Effects of time-dependent ATP consumption caused by neuron firing on ATP concentrations in synaptic boutons containing and lacking a stationary mitochondrion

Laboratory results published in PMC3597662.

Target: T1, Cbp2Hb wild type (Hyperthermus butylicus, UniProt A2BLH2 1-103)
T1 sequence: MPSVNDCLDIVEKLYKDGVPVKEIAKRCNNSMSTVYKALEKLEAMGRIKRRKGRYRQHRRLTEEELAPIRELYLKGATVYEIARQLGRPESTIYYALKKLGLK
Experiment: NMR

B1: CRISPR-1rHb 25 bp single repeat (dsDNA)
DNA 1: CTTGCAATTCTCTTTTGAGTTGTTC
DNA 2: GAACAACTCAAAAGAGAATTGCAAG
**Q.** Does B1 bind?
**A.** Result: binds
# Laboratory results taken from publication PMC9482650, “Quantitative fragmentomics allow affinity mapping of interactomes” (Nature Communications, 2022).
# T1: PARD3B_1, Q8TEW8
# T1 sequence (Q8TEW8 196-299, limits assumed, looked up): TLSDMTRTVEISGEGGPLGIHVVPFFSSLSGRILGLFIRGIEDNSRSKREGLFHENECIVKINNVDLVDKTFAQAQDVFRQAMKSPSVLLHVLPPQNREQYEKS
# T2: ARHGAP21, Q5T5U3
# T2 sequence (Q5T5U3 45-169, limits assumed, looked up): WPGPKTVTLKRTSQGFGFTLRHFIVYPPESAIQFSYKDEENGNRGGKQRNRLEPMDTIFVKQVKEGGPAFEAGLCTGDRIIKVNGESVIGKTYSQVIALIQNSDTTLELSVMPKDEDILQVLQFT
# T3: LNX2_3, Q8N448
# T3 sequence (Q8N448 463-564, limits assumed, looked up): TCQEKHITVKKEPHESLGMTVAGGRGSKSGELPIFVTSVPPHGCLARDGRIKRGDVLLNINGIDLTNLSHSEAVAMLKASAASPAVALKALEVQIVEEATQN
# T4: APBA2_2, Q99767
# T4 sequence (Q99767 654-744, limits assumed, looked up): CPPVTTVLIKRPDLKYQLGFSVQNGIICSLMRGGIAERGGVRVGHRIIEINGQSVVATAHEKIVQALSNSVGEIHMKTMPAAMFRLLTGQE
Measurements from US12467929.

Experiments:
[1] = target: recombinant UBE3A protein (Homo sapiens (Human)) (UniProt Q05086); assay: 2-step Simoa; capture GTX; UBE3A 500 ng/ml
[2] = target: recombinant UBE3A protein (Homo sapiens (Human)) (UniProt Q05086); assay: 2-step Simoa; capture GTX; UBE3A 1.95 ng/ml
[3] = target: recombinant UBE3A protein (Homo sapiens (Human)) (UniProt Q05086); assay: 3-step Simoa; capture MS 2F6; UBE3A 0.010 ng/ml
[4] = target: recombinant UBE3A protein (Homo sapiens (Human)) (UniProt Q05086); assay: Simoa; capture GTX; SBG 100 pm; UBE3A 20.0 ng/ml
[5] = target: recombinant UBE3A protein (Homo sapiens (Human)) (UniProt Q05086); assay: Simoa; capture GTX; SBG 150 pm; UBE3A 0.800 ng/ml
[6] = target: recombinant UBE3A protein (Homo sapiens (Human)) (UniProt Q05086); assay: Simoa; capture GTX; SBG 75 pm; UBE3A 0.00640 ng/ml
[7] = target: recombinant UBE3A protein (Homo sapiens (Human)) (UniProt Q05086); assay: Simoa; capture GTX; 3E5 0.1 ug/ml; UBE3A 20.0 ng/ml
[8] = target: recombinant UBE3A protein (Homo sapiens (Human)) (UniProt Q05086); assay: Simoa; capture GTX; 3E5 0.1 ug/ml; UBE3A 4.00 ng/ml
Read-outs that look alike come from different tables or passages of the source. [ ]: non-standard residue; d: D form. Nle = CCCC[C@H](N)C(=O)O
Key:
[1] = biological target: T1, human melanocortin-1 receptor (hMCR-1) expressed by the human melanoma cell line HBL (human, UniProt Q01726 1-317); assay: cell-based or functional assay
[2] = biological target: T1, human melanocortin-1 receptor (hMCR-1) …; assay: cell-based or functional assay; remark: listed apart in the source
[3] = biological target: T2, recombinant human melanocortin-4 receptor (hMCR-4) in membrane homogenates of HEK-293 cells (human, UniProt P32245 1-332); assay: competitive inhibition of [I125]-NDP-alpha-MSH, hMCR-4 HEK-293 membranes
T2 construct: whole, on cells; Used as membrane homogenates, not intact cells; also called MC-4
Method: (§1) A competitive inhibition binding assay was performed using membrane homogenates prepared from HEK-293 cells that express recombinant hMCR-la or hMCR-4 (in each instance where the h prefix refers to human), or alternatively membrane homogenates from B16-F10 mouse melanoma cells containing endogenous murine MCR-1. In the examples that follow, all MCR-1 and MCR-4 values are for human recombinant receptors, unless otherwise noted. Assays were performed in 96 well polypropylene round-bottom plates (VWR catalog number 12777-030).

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The precise mechanism behind the absence of a stationary mitochondrion in approximately half of presynaptic release sites in axons, and how these sites lacking a stationary mitochondrion receive ATP, is not fully understood. This paper presents a mathematical model designed to simulate the transient ATP concentration in presynaptic en passant boutons. The model is utilized to investigate how the ATP concentration responds to increased ATP demand during neuronal firing in boutons with a stationary mitochondrion and those without one. The analysis suggests that neuron firing may cause oscillations in the ATP concentrations, with peak-to-peak amplitudes ranging from 0.06% to 5% of their average values. However, this does not deplete boutons lacking a mitochondrion of ATP; for physiologically relevant values of model parameters, their concentration remains approximately 3.75 times higher than the minimum concentration required for synaptic activity. The variance in average ATP concentrations between boutons containing a stationary mitochondrion and those lacking one ranges from 0.3% to 0.8%, contingent on the distance between the boutons. The model indicates that diffusion-driven ATP transport is rapid enough to adequately supply ATP molecules to boutons lacking a stationary mitochondrion.

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